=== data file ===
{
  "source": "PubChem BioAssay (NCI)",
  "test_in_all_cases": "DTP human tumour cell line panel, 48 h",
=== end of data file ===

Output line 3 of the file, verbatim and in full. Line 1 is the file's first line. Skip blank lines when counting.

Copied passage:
  "test_in_all_cases": "DTP human tumour cell line panel, 48 h",